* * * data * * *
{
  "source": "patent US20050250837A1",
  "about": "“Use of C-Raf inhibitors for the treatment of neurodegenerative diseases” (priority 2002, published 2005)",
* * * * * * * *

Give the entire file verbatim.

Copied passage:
{
  "source": "patent US20050250837A1",
  "about": "“Use of C-Raf inhibitors for the treatment of neurodegenerative diseases” (priority 2002, published 2005)",